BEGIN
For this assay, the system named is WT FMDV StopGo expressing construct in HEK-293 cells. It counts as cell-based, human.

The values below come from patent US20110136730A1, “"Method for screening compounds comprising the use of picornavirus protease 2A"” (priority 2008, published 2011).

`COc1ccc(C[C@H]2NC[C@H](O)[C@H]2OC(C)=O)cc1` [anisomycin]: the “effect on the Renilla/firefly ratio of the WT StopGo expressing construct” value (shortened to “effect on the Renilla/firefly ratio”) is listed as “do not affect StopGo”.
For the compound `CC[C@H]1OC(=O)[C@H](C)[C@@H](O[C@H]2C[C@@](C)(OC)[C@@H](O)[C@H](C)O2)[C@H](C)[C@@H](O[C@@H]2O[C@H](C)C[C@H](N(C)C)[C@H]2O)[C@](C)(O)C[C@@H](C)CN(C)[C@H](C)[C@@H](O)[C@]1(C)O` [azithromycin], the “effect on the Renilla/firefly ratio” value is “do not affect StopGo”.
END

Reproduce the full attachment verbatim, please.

For this assay, the system named is WT FMDV StopGo expressing construct in HEK-293 cells. It counts as cell-based, human.

The values below come from patent US20110136730A1, “"Method for screening compounds comprising the use of picornavirus protease 2A"” (priority 2008, published 2011).

`COc1ccc(C[C@H]2NC[C@H](O)[C@H]2OC(C)=O)cc1` [anisomycin]: the “effect on the Renilla/firefly ratio of the WT StopGo expressing construct” value (shortened to “effect on the Renilla/firefly ratio”) is listed as “do not affect StopGo”.
For the compound `CC[C@H]1OC(=O)[C@H](C)[C@@H](O[C@H]2C[C@@](C)(OC)[C@@H](O)[C@H](C)O2)[C@H](C)[C@@H](O[C@@H]2O[C@H](C)C[C@H](N(C)C)[C@H]2O)[C@](C)(O)C[C@@H](C)CN(C)[C@H](C)[C@@H](O)[C@]1(C)O` [azithromycin], the “effect on the Renilla/firefly ratio” value is “do not affect StopGo”.